Tuesday, 24 September 2013
Theakerly thoughts #7: Library of Birmingham, impromptu interview, Goodreads battle-shelving
Thought 1. I took our children to see the new Library of Birmingham at the weekend. I’ve got mixed feelings about it. It’s a good-looking building, inside and out, though one can’t help imagining what it might start to look like once the cost of keeping it looking so nice kicks in. It feels rather like a London building that has teleported to Birmingham. It’s odd to walk into a library and not know where to find the books. The open plan means it’s quite noisy, more like visiting a popular museum than a library. One fluff is a row of spinning red reading chairs lined up along a long desk, even though the desk is impossible to reach when sitting in those seats. I hated those chairs at first, but sitting in them later completely converted me, and now I want one for my office. I got the children to crawl underneath looking for a manufacturer’s name, but they let me down. So if anyone can point me in the right direction, please do!
The library does have plenty of nice places to just sit and read, and I could quite easily see myself popping down there to get some reading done. It doesn’t feel like there are any more books than in the old library: see my photo below of the woefully understocked (or perhaps just extremely popular) horror section. The new children’s section is nice, but out of the way, and the circular desk surrounding the staff discourages queuing, which encourages squabbling and irritation. The series of huge steps at the back will be brilliant for storytimes, though I overheard the staff saying they were too busy to actually have any, and its large rectangular plastic cushions were being thrown around and used to construct forts and rafts rather than sat on. It’s exciting to see the range of cultural activities planned for the library overall, and I hope that doesn’t stop once the launch period is over.
Thought 2. My post offering authors a few points to consider before getting stuck in over a review has been pushing up our page views like no one’s business, and a writer turned up in the comments who had done just that, with us, a couple of years ago. I took the opportunity to interview him about his reasons for doing so, and I think the answers give a useful insight into the way some authors persuade themselves that this really is the right thing to do. The conversation left me with the feeling that there’s little point advising anyone not to attack a review. If they want to, they will, they’ll draw a line wherever it needs to be to put the review on the wrong side of it. And people who aren’t inclined to get huffy about reviews will nod at the advice and just do what they would have done anyway. Can I really claim my self-control is any better on this issue when I’ve never been confronted by a review with which I really wanted to disagree? (Well, apart from this, arguably, but I’d suggest that doesn’t count as a review.) I’ve had pretty bad reviews, for example a two-star one in SFX of my second self-published novel (here it is), but I can hardly say, look, I didn’t start an argument with the reviewer, because I didn’t want to argue with him. In fact, I thought the review was spot on, and if anything much kinder than the book deserved!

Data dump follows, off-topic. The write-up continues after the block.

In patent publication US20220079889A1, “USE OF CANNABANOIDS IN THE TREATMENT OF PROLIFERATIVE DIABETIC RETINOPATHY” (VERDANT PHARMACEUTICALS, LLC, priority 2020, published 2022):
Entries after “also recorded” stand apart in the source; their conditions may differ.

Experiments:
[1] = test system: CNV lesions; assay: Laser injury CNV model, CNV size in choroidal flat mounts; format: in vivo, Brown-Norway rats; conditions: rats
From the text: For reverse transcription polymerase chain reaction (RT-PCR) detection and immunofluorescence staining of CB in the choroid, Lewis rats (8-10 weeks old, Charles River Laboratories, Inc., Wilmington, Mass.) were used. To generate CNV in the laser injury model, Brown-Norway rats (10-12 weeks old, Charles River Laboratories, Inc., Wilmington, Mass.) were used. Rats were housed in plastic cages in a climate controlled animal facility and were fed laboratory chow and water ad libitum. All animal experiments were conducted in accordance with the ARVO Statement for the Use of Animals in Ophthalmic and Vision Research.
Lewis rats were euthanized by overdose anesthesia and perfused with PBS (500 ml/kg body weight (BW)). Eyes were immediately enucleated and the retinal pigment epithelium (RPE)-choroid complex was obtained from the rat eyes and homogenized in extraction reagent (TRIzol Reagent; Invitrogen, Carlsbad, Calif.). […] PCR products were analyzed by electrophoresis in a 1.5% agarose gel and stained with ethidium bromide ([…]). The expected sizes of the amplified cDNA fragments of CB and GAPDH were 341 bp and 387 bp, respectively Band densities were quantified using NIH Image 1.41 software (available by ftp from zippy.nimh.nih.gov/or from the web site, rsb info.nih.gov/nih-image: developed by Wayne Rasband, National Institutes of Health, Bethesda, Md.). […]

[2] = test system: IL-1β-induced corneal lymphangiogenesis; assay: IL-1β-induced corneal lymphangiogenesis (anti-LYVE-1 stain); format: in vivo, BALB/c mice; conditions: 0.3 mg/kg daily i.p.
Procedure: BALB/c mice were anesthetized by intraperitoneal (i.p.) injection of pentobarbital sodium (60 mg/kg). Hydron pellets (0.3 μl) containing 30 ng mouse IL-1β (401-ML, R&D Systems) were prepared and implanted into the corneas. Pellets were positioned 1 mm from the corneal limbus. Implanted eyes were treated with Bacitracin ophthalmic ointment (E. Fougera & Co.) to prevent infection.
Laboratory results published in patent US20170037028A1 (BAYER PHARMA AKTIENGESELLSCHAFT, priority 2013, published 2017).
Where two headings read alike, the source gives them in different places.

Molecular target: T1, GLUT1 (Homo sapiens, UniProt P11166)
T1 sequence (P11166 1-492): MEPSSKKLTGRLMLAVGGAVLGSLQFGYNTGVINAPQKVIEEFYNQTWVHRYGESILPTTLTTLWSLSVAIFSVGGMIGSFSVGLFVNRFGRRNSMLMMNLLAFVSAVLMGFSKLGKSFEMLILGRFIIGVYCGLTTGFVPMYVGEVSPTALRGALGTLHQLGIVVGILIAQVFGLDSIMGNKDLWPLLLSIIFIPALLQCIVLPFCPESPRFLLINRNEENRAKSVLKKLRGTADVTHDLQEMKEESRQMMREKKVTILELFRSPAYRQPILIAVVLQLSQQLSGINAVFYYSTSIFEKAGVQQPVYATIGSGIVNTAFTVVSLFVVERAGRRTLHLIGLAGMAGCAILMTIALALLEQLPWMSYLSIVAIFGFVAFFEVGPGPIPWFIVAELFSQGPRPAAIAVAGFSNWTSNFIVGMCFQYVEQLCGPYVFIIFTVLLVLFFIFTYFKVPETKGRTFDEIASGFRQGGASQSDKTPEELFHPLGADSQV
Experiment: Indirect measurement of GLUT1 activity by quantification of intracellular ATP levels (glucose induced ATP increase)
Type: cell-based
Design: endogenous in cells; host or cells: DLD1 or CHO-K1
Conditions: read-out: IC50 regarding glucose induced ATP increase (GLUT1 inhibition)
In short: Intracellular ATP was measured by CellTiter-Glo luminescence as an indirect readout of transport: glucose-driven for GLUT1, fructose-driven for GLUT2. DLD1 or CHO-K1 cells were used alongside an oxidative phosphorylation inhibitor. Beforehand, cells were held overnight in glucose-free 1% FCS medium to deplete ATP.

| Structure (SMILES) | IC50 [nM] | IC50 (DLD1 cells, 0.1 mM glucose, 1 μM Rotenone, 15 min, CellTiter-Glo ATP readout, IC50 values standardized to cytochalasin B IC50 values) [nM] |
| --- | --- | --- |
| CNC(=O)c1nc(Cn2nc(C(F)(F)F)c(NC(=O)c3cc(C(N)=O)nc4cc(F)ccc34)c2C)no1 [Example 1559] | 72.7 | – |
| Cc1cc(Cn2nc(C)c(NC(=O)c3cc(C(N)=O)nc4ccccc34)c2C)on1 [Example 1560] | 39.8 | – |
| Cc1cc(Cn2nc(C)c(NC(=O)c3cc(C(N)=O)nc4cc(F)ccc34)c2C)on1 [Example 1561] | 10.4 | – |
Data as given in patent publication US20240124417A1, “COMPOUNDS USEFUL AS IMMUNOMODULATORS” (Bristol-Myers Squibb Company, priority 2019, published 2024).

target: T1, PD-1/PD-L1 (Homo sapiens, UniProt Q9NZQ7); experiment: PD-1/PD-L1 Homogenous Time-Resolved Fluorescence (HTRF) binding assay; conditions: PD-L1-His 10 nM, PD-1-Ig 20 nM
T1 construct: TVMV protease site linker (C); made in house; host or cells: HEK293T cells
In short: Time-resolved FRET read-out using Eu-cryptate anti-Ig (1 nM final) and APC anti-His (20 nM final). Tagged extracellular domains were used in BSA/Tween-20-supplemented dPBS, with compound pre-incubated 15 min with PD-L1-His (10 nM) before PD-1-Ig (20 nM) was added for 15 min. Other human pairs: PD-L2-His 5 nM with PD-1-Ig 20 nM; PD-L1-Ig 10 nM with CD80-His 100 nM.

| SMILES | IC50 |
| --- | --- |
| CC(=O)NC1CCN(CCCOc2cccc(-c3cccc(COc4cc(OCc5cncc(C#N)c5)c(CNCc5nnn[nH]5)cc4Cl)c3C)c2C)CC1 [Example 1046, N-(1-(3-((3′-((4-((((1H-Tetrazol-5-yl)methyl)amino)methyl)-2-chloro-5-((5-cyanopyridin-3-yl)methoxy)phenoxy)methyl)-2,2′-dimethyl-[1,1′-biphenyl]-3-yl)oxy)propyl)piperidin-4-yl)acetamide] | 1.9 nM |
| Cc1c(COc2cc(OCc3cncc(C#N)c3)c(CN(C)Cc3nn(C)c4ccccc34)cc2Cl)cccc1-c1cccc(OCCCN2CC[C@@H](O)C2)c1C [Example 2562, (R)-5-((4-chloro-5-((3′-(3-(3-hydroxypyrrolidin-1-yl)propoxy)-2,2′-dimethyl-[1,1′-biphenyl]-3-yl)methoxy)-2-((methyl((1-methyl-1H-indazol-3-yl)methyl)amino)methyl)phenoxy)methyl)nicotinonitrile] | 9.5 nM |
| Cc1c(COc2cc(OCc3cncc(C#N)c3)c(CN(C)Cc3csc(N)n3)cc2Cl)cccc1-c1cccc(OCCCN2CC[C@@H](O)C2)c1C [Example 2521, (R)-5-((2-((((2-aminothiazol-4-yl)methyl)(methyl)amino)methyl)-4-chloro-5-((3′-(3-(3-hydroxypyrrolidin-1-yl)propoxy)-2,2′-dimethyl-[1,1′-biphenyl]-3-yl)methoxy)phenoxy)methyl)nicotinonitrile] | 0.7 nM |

Thought 3. Goodreads have tightened up their rules on certain matters, in particular prohibiting the battle-shelving of books, making quite a few people really unhappy. For example, if an author has done something to earn the opprobrium of militant readers, they might till now have found their books added to shelves like “not-in-this-lifetime” or “author-to-avoid”. You might expect me to be against Goodreads on this change, but I do get it. For one thing, leaving stuff like that up could get them into legal trouble. For another, the people using those battle-shelves were almost always people who hadn’t read the books and who had no intention of reading them. So visiting a book written by a dodgy author you’d see little about the book itself, but dozens of comments about the author, and that was unfair to the books. Even complete gits can write good books.
I have more sympathy for people told by email that loads of their reviews had been deleted as part of the site’s purge of this kind of thing, but anyone who has been on Goodreads for more than five minutes should know that such things are a fact of life there. Rogue librarians wrongly deleting or merging books, questions over whether single issues of comics and magazines should be included in the database (you could easily write a review of something only for the item to then be deleted), the sudden withdrawal of Amazon’s metadata at one point: this stuff happens all the time, and if that’s the only place you’re putting your reviews (no for me) or tracking your reading (yes for me) you’ve got to regularly download a spreadsheet of your booklist or risk losing it. Click on Export to a CSV file on this page.
Thought 4. “And f— you again, Aaron Sorkin, for hiring Constance Zimmer, Olivia Munn, Kelen Coleman, Natalie Morales, Alison Pill, Chasty Ballesteros, Hope Davis and Margaret Judson and leaving their fucking clothes on.” Ugh. It is 2013, right? Between that and this, I’m done with AICN. Looking forward to watching The Newsroom, though, which just arrived from Lovefilm.